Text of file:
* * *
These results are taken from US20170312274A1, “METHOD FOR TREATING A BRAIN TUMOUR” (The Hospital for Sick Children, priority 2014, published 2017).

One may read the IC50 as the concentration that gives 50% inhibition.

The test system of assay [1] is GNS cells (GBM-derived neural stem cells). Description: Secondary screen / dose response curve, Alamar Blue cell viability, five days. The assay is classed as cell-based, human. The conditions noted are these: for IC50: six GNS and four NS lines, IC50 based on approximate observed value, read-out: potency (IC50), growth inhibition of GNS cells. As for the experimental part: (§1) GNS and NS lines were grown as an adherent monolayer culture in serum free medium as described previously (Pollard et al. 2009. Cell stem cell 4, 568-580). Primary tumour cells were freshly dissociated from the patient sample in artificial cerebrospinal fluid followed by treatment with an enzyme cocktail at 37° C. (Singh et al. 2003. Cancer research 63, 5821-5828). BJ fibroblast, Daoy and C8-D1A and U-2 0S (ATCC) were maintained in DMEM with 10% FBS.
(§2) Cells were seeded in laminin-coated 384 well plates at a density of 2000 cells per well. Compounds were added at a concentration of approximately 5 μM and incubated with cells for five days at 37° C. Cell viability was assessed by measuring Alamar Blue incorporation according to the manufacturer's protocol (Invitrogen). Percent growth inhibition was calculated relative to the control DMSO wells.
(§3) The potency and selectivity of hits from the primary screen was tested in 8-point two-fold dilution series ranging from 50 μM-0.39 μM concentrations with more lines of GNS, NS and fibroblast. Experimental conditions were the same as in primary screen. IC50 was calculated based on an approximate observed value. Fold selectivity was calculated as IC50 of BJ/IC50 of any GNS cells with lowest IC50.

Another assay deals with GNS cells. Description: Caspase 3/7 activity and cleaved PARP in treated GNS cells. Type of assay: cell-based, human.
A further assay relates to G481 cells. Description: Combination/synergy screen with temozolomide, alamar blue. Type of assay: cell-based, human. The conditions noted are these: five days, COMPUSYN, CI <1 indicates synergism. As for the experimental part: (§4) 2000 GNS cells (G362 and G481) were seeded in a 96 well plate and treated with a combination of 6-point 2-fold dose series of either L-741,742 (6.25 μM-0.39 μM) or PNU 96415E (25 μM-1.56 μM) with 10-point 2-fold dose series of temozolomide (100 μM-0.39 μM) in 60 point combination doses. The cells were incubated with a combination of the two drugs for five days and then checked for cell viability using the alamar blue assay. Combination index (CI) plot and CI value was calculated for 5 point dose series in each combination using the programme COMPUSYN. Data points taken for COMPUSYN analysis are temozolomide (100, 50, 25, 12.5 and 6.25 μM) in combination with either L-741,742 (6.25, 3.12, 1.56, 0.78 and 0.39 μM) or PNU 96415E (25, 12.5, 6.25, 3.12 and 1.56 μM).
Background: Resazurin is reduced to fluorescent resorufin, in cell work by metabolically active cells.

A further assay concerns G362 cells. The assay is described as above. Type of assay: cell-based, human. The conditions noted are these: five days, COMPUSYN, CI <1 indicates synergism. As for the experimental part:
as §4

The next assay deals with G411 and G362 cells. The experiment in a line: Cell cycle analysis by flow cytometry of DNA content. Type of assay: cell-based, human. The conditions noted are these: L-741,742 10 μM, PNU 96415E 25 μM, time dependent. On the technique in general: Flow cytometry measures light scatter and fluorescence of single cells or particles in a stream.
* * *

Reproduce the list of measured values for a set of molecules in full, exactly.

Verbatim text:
These results are taken from US20170312274A1, “METHOD FOR TREATING A BRAIN TUMOUR” (The Hospital for Sick Children, priority 2014, published 2017).

One may read the IC50 as the concentration that gives 50% inhibition.

The test system of assay [1] is GNS cells (GBM-derived neural stem cells). Description: Secondary screen / dose response curve, Alamar Blue cell viability, five days. The assay is classed as cell-based, human. The conditions noted are these: for IC50: six GNS and four NS lines, IC50 based on approximate observed value, read-out: potency (IC50), growth inhibition of GNS cells. As for the experimental part: (§1) GNS and NS lines were grown as an adherent monolayer culture in serum free medium as described previously (Pollard et al. 2009. Cell stem cell 4, 568-580). Primary tumour cells were freshly dissociated from the patient sample in artificial cerebrospinal fluid followed by treatment with an enzyme cocktail at 37° C. (Singh et al. 2003. Cancer research 63, 5821-5828). BJ fibroblast, Daoy and C8-D1A and U-2 0S (ATCC) were maintained in DMEM with 10% FBS.
(§2) Cells were seeded in laminin-coated 384 well plates at a density of 2000 cells per well. Compounds were added at a concentration of approximately 5 μM and incubated with cells for five days at 37° C. Cell viability was assessed by measuring Alamar Blue incorporation according to the manufacturer's protocol (Invitrogen). Percent growth inhibition was calculated relative to the control DMSO wells.
(§3) The potency and selectivity of hits from the primary screen was tested in 8-point two-fold dilution series ranging from 50 μM-0.39 μM concentrations with more lines of GNS, NS and fibroblast. Experimental conditions were the same as in primary screen. IC50 was calculated based on an approximate observed value. Fold selectivity was calculated as IC50 of BJ/IC50 of any GNS cells with lowest IC50.

Another assay deals with GNS cells. Description: Caspase 3/7 activity and cleaved PARP in treated GNS cells. Type of assay: cell-based, human.
A further assay relates to G481 cells. Description: Combination/synergy screen with temozolomide, alamar blue. Type of assay: cell-based, human. The conditions noted are these: five days, COMPUSYN, CI <1 indicates synergism. As for the experimental part: (§4) 2000 GNS cells (G362 and G481) were seeded in a 96 well plate and treated with a combination of 6-point 2-fold dose series of either L-741,742 (6.25 μM-0.39 μM) or PNU 96415E (25 μM-1.56 μM) with 10-point 2-fold dose series of temozolomide (100 μM-0.39 μM) in 60 point combination doses. The cells were incubated with a combination of the two drugs for five days and then checked for cell viability using the alamar blue assay. Combination index (CI) plot and CI value was calculated for 5 point dose series in each combination using the programme COMPUSYN. Data points taken for COMPUSYN analysis are temozolomide (100, 50, 25, 12.5 and 6.25 μM) in combination with either L-741,742 (6.25, 3.12, 1.56, 0.78 and 0.39 μM) or PNU 96415E (25, 12.5, 6.25, 3.12 and 1.56 μM).
Background: Resazurin is reduced to fluorescent resorufin, in cell work by metabolically active cells.

A further assay concerns G362 cells. The assay is described as above. Type of assay: cell-based, human. The conditions noted are these: five days, COMPUSYN, CI <1 indicates synergism. As for the experimental part:
as §4

The next assay deals with G411 and G362 cells. The experiment in a line: Cell cycle analysis by flow cytometry of DNA content. Type of assay: cell-based, human. The conditions noted are these: L-741,742 10 μM, PNU 96415E 25 μM, time dependent. On the technique in general: Flow cytometry measures light scatter and fluorescence of single cells or particles in a stream.